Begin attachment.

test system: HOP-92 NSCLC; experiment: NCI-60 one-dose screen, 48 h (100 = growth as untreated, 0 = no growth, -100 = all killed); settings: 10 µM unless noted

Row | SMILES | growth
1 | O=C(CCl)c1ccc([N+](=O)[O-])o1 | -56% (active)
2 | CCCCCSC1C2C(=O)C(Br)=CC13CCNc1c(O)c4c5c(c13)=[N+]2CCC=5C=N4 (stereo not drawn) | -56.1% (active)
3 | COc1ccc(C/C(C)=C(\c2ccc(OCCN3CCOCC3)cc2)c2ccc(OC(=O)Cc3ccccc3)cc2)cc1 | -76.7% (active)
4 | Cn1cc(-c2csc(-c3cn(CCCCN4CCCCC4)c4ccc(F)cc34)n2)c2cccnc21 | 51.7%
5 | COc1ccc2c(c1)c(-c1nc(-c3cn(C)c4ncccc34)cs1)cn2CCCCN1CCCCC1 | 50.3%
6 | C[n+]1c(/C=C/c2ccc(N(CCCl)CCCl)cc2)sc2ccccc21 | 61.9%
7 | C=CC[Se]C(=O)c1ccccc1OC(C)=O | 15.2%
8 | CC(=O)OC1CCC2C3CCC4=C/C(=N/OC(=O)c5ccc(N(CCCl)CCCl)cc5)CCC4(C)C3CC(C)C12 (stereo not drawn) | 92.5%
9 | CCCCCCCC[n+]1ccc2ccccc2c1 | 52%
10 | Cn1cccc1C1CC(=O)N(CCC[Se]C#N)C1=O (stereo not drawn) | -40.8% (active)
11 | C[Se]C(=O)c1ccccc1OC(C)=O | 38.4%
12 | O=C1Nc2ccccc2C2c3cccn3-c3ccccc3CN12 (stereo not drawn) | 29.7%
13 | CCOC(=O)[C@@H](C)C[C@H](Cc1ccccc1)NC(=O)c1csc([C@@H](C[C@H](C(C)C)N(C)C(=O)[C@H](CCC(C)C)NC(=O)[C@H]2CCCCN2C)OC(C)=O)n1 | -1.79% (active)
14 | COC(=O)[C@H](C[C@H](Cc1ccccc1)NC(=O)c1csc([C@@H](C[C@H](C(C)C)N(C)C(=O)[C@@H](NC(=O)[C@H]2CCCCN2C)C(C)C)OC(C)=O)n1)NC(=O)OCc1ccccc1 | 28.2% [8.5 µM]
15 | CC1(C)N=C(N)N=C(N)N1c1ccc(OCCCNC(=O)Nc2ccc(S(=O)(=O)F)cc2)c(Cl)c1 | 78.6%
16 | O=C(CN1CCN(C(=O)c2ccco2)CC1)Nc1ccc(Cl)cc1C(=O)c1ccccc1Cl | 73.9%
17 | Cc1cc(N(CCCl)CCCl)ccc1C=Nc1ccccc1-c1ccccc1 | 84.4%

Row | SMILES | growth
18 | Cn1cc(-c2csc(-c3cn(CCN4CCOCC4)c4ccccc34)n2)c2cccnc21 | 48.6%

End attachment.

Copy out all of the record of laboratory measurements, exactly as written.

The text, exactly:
test system: HOP-92 NSCLC; experiment: NCI-60 one-dose screen, 48 h (100 = growth as untreated, 0 = no growth, -100 = all killed); settings: 10 µM unless noted

Row | SMILES | growth
1 | O=C(CCl)c1ccc([N+](=O)[O-])o1 | -56% (active)
2 | CCCCCSC1C2C(=O)C(Br)=CC13CCNc1c(O)c4c5c(c13)=[N+]2CCC=5C=N4 (stereo not drawn) | -56.1% (active)
3 | COc1ccc(C/C(C)=C(\c2ccc(OCCN3CCOCC3)cc2)c2ccc(OC(=O)Cc3ccccc3)cc2)cc1 | -76.7% (active)
4 | Cn1cc(-c2csc(-c3cn(CCCCN4CCCCC4)c4ccc(F)cc34)n2)c2cccnc21 | 51.7%
5 | COc1ccc2c(c1)c(-c1nc(-c3cn(C)c4ncccc34)cs1)cn2CCCCN1CCCCC1 | 50.3%
6 | C[n+]1c(/C=C/c2ccc(N(CCCl)CCCl)cc2)sc2ccccc21 | 61.9%
7 | C=CC[Se]C(=O)c1ccccc1OC(C)=O | 15.2%
8 | CC(=O)OC1CCC2C3CCC4=C/C(=N/OC(=O)c5ccc(N(CCCl)CCCl)cc5)CCC4(C)C3CC(C)C12 (stereo not drawn) | 92.5%
9 | CCCCCCCC[n+]1ccc2ccccc2c1 | 52%
10 | Cn1cccc1C1CC(=O)N(CCC[Se]C#N)C1=O (stereo not drawn) | -40.8% (active)
11 | C[Se]C(=O)c1ccccc1OC(C)=O | 38.4%
12 | O=C1Nc2ccccc2C2c3cccn3-c3ccccc3CN12 (stereo not drawn) | 29.7%
13 | CCOC(=O)[C@@H](C)C[C@H](Cc1ccccc1)NC(=O)c1csc([C@@H](C[C@H](C(C)C)N(C)C(=O)[C@H](CCC(C)C)NC(=O)[C@H]2CCCCN2C)OC(C)=O)n1 | -1.79% (active)
14 | COC(=O)[C@H](C[C@H](Cc1ccccc1)NC(=O)c1csc([C@@H](C[C@H](C(C)C)N(C)C(=O)[C@@H](NC(=O)[C@H]2CCCCN2C)C(C)C)OC(C)=O)n1)NC(=O)OCc1ccccc1 | 28.2% [8.5 µM]
15 | CC1(C)N=C(N)N=C(N)N1c1ccc(OCCCNC(=O)Nc2ccc(S(=O)(=O)F)cc2)c(Cl)c1 | 78.6%
16 | O=C(CN1CCN(C(=O)c2ccco2)CC1)Nc1ccc(Cl)cc1C(=O)c1ccccc1Cl | 73.9%
17 | Cc1cc(N(CCCl)CCCl)ccc1C=Nc1ccccc1-c1ccccc1 | 84.4%

Row | SMILES | growth
18 | Cn1cc(-c2csc(-c3cn(CCN4CCOCC4)c4ccccc34)n2)c2cccnc21 | 48.6%